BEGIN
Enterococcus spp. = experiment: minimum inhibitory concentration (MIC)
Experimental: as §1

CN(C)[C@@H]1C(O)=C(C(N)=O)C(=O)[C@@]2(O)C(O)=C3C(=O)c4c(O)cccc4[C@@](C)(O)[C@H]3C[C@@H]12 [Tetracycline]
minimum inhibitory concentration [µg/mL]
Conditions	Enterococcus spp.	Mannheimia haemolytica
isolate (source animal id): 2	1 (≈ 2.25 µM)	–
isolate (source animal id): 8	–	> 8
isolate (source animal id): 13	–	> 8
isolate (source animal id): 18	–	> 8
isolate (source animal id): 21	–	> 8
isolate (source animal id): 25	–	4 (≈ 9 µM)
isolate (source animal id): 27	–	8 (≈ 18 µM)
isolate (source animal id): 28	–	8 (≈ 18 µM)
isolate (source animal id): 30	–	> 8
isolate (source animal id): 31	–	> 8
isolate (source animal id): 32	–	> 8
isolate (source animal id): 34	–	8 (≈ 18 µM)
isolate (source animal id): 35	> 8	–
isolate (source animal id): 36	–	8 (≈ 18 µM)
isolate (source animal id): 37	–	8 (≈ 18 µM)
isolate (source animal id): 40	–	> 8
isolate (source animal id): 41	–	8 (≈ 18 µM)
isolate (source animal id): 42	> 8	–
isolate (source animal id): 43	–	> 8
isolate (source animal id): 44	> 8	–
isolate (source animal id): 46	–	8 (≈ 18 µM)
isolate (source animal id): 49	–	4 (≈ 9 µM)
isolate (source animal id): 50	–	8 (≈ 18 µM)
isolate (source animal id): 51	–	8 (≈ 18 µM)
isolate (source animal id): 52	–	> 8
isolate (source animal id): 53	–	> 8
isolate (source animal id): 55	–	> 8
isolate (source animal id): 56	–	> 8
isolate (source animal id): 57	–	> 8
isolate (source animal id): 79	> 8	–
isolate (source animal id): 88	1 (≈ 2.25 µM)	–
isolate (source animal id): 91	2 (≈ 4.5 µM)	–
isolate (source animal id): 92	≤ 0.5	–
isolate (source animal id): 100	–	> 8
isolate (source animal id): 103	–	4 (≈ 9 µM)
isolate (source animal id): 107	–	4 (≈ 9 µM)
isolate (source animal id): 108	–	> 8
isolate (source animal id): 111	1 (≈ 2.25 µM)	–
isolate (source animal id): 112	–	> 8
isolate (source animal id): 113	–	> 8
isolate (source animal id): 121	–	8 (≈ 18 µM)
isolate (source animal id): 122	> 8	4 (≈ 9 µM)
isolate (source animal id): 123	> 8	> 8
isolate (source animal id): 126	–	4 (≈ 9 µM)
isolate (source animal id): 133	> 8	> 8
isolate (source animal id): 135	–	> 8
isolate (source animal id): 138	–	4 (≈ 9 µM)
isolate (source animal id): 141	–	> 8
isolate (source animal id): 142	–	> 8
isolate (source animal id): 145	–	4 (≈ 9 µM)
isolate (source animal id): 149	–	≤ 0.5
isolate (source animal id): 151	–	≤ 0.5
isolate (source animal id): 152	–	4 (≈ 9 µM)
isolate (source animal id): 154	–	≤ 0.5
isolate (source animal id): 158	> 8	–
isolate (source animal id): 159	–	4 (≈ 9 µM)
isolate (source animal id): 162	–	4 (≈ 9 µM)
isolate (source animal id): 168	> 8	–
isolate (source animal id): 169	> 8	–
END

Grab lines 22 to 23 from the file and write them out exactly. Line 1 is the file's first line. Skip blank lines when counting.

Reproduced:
isolate (source animal id): 41	–	8 (≈ 18 µM)
isolate (source animal id): 42	> 8	–